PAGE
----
The digital model used a 3mm mesh with a series of 50 much smaller “inflation” layers surrounding the surface of the vehicle, starting at less than 1/100th of a mm in thickness. The simulation used a total of nearly 12 million elements. The settings used were initially validated against published empirical data from a previous record holding HPV - the Varna.
With the model thus defined, there followed an iterative process of refining the shape and curvature of each of the key areas of the vehicle, such as the nose, the footbox, the tail, and the wheel openings, and examining the effects of these changes on the airflow. Particular focus was on the “transition zone”, the region in which the airflow changes state from laminar to turbulent; this is characterised by high velocity and low pressure, resulting in high drag forces. This zone is only detected in the simulation when the roughness of the surface is also factored into the model.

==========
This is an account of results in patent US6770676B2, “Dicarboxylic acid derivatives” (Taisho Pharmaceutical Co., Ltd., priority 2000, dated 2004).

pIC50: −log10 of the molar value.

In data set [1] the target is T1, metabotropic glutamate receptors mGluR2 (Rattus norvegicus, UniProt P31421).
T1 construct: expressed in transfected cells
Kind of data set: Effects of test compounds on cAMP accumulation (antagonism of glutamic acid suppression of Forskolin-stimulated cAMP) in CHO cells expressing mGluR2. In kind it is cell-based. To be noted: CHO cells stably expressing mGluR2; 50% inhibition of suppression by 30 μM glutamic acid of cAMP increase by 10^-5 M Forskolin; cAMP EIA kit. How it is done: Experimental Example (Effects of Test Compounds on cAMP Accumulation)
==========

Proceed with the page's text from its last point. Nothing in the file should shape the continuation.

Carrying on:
A Sand Grain Roughness Height represents the sanding and polishing treatment by generating around 3 trillion microscopic hemispheres that protrude from the surface to simulate the microscopic peaks and troughs left by sanding and polishing the surface. The effect of these adds approximately 33% onto the overall viscous drag of the vehicle.
The team are planning to work with the Boardman Performance Centre later this year, using their cycle-specific wind tunnel to measure real drag values, contrasting these with the simulations.